With its recent 3-parter, SSM is now way ahead of the other titles for me, so time to play catchup, starting here. Tony Daniel was a guy who did a minor Image comic, then some work for Todd McFarlane on Spawn, and then I don’t know what all, really, aside from recent covers for SMU, before eventually settling in as an artist at DC in the 2000s, notably illustrating much of Grant Morrison’s legendary Batman, and writing & draw his own Batman later on, among other things. Can sure see that McFarlane influence here. But inside, former Spider-Man assistant editor Mark Bernado writes for the now-dependable SMU penciller Joe Bennett, inked by Joe Pmentel & Tim Dzon and colored by the great Christie Scheele. Sometime back, Betty Brant was off to do a story in Latveria. Well, that’s not gone so well, as we find her in a dungeon on page one. Her captor comes in and tells her her reporting has led to the need to execute her. And he looks like this:
Really making some fashion choices. Is Doom not currently in charge of Latveria? Oh, wait, he’s probably in the Heroes Reborn universe right now. But he should be back soon. Back in New York, Spider-Man is at the docks late one night, watching an illegal export of something or other from, wouldn’t you know it, Lateveria, who’re under an embargo from the US. So, setting up his camera, he goes down to pick a fight.
A final goon tries to fight Spider-Man with a staff, which is far dumber than trying to shoot him, and that goes as you’d expect. Then our man cracks open a crate and finds it’s high-tech weapons being illegally exported. As he retrieves his camera and takes it to develop film at The Bugle, he confirms my suspicion that Doom is still presumed dead after Onslaught, and says Latveria has been really unstable since. When he reaches work, he finds a lot of lights on, which strikes him as odd for the time of night, but…
Peter Parker with the casual Sandman cosplay.
Pete heads down to find JJJ deep in his cups and feeling sullen. As Jonah rambles about why he’s bad company tonight, Peter realizes JJJ blames himself for Ned Leeds’ death (We’ll get there someday), and now that he’s sent Betty to a warzone to be executed, he’s really beating himself up. When Peter asks if he and Ben Urich can go try to help (Let’s be honest, how could they help?) JJJ storms out on him.
With both The FF and The Avengers presumed dead, Spidey really doesn’t have any friends in New York to send him on a globe trotting mission. But, MJ lets him know there was a story on the news about a message on the Times Square TVs today that read “SPIDER-MAN: THE TORCH AT 12 NOON — SABLE.” So, that’s that. The next day, Spidey arrives at The Statue of Liberty, wondering how Silver knows about he & The Torch’s old meeting spot. He doesn’t know she found out about it in ASM 407 when Ben was Spider-Man, or that Ben met her at all, but he figures it out. She says she’s been contracted to “bring down the revolution in Latveria.”
Well, that explains why this “Dread Knight” is so goofy, he’s from 60s Iron Man. Not the best rogues gallery, Iron Man. Over in Latveria, we learn Dread Knight’s mysterious US backer is none other than Roxxon Oil. No surprise there. They’ve offered to provide material support to the revolution in exchange for stripmining Latervia’s nature resources once Dread’s in charge.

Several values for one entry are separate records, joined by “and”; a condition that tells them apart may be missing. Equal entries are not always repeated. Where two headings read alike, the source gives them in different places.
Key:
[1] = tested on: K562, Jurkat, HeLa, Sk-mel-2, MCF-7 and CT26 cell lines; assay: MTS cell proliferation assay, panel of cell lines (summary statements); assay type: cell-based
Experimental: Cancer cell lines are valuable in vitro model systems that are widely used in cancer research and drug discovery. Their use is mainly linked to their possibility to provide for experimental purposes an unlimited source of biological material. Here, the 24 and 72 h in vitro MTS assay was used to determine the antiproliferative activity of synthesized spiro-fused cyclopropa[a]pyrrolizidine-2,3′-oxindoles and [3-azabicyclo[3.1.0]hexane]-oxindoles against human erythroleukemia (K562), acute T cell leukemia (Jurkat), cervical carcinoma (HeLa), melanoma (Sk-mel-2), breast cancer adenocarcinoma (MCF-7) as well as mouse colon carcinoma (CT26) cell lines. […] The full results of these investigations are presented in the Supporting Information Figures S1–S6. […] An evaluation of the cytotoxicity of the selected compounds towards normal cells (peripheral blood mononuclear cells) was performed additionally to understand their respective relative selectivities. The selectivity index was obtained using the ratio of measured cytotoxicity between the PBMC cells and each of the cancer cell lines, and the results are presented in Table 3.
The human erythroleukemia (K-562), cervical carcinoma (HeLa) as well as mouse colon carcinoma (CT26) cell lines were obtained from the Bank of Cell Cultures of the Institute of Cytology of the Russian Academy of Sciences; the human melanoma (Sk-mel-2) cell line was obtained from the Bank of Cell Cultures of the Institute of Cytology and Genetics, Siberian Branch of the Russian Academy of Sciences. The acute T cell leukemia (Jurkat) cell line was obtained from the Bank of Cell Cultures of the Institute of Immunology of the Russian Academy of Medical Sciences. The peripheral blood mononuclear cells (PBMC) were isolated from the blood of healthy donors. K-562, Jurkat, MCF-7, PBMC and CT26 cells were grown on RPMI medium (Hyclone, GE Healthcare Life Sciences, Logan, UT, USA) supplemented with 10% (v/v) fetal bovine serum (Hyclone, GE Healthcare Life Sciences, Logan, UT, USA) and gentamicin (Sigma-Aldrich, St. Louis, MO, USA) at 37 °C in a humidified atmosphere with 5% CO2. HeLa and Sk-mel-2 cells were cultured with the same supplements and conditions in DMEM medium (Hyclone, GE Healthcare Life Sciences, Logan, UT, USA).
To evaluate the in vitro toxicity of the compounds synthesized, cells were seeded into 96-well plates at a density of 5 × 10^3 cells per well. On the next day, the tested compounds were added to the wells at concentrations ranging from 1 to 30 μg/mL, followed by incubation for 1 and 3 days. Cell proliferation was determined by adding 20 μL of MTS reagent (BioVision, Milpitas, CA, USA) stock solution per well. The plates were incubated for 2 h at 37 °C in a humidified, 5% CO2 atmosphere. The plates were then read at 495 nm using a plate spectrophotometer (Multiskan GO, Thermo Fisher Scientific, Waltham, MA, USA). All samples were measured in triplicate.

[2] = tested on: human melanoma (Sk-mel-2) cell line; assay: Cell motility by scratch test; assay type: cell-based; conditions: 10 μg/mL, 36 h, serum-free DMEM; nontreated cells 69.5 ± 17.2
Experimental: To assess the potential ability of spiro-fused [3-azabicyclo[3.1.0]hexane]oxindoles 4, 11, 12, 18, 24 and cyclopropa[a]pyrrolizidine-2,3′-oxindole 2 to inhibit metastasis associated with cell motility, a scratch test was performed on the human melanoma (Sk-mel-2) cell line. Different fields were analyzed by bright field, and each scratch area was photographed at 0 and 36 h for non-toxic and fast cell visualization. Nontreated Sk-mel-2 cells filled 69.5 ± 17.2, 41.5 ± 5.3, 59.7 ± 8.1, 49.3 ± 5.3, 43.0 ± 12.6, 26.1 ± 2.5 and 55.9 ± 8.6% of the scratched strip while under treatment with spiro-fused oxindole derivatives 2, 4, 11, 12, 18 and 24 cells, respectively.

Rude. Nearby, Silver, Spidey and the gang make contact with the Zefiro, the Romani people Doom himself comes from. They’re the ones who’ve contracted Silver to stop Dread Knight at great personal cost. They also have Doombots. They say Doom left them to protect the tribe, but when they see Spider-Man, the recognize him as “an enemy of the master” and open fire on him. So he blows them up. I mean, surely he coulda just left or something instead of depriving these poor people of such powerful defense. Oh, well.
Alrighty. That “everything can be knocked out by hitting one powersource” thing is sure is convenient. An hour later, the assault begins. As The Wild Pack, which seems to include some D-list Marvel characters now instead of just nameless goons, make their attack run, Silver and Spidey approach the back way in. But Spider-Man tells Silver he’s here to rescue a friend, so she should wait for him before attacking. She doesn’t, of course. Inside, Betty gets one of her guards to open her cell door by causing a ruckus, and then rather unconvincingly knees him in the junk despite him being in full armor, and that takes him down, allowing her to run for it.
They shouldn’t have made that guy look like the dude in Phantasm if they wanted him to scan as a physical threat. Elsewhere, Betty’s attempt to escape brings her right to where ol Dreadknight is… Just kinda sitting around on his horse? But before he can do anything to her, Spider-Man appears.
Somehow, this guy on a winged horse, indoors, whose only gimmick is a big awkward lance, gives Spider-Man a run for his money for awhile. It’s really hard to buy. But he has to so we can cut away to The Wild Pack mopping up the armored guys outside only to be met with reinforcements, and then to Silver rallying and taking down her unimposing opponent. But, it turns out she managed to turn on the 3-minute EMP before he hit her, and it’s already run its course, so Dreadknight’s stuff powers back up back at the main fight.
Spidey leaps down after him, goading his foe into shooting some of his lance’s weird coils into the generator, and…
Boy, “Bram Velsing.” Sheesh.
Wah wah waaaaah. For once, Spider-Man was actually willing to take Silver’s money, and he’s not getting it.
I wonder how many comics on this blog end with Roxxon scheming in the shadows? I believe I can think of 3 more off hand. Kind of a recurring theme. As far as SMU goes, that was a pretty solid issue. Silly villain, but otherwise, could be a lot worse (As we have surely seen!).